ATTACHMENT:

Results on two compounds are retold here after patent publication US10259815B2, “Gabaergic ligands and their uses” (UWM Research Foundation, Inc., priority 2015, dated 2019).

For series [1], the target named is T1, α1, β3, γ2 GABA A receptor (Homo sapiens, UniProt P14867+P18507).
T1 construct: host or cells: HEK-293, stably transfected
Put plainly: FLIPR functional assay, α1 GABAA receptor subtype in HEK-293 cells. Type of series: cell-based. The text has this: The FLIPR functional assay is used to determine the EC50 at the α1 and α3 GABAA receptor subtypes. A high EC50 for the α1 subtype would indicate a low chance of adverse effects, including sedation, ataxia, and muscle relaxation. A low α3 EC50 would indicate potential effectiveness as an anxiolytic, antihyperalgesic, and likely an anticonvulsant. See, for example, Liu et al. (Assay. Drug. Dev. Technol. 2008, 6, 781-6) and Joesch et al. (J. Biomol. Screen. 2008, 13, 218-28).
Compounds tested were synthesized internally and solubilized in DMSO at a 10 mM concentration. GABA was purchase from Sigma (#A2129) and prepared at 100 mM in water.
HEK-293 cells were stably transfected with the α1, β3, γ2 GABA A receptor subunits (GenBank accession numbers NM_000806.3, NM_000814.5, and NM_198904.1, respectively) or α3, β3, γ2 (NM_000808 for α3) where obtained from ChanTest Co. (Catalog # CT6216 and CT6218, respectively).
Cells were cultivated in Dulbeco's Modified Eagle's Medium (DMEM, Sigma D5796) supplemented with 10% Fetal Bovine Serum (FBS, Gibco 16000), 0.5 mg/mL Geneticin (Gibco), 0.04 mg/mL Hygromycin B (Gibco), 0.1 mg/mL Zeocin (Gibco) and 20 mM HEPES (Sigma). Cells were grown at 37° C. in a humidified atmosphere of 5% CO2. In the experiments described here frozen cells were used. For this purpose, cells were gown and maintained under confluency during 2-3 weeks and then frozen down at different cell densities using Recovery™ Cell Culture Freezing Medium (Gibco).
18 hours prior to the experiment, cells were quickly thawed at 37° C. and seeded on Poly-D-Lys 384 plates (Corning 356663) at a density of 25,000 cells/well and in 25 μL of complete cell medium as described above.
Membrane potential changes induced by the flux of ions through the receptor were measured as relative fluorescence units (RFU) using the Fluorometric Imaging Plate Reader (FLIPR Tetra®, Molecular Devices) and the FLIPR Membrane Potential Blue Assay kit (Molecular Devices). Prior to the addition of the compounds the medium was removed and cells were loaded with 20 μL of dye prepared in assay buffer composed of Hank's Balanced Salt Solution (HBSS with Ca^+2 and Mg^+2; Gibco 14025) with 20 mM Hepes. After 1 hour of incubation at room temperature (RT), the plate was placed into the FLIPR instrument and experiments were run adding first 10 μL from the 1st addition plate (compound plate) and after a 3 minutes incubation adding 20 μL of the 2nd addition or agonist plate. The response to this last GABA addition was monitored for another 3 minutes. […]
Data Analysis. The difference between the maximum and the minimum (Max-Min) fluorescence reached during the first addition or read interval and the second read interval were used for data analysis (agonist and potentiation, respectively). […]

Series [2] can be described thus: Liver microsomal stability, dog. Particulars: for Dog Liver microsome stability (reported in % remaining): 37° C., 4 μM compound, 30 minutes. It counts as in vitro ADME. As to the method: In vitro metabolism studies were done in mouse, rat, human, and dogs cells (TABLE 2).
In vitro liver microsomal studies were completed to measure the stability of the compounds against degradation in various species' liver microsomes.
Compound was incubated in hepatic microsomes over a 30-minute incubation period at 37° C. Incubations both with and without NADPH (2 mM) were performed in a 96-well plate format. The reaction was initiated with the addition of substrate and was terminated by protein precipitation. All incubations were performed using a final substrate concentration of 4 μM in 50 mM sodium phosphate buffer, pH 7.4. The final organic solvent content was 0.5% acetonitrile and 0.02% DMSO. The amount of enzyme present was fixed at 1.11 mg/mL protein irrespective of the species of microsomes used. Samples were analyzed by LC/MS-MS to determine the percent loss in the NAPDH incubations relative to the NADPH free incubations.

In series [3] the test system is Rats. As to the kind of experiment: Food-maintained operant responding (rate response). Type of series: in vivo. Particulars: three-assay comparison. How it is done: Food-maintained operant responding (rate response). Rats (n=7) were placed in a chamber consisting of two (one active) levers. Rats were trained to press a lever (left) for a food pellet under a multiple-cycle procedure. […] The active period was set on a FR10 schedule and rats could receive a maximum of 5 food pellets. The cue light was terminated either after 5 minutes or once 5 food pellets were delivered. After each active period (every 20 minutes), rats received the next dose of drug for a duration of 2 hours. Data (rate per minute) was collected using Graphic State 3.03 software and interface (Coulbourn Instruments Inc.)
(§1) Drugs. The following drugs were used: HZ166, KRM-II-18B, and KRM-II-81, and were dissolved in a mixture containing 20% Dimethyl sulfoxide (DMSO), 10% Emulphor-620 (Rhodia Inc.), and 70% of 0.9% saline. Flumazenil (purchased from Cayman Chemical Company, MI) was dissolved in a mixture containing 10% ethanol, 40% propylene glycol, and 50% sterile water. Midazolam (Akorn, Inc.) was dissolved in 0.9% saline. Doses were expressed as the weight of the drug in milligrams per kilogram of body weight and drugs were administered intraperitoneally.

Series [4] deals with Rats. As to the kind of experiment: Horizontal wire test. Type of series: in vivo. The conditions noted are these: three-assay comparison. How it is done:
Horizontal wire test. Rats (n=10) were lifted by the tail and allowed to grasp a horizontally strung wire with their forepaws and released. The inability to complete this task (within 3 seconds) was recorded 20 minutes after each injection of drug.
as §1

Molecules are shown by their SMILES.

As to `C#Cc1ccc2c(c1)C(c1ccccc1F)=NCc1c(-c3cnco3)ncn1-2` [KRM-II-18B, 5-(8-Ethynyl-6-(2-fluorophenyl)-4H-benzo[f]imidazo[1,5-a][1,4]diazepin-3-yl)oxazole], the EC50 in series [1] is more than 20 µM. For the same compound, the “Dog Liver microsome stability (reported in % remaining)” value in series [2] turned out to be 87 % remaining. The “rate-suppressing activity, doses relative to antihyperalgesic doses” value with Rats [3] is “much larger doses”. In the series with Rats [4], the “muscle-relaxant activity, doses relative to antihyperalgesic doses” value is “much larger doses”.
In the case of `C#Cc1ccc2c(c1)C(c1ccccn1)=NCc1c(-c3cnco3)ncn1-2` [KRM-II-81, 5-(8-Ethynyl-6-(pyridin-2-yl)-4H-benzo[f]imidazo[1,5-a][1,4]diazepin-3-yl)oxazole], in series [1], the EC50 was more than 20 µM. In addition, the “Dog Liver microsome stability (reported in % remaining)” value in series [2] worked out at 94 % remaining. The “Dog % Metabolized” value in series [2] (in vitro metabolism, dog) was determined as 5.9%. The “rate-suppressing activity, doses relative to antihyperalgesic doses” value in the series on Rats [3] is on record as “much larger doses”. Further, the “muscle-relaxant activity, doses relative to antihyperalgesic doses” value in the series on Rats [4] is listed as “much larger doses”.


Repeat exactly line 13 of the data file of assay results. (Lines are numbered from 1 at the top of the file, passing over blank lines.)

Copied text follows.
Compound was incubated in hepatic microsomes over a 30-minute incubation period at 37° C. Incubations both with and without NADPH (2 mM) were performed in a 96-well plate format. The reaction was initiated with the addition of substrate and was terminated by protein precipitation. All incubations were performed using a final substrate concentration of 4 μM in 50 mM sodium phosphate buffer, pH 7.4. The final organic solvent content was 0.5% acetonitrile and 0.02% DMSO. The amount of enzyme present was fixed at 1.11 mg/mL protein irrespective of the species of microsomes used. Samples were analyzed by LC/MS-MS to determine the percent loss in the NAPDH incubations relative to the NADPH free incubations.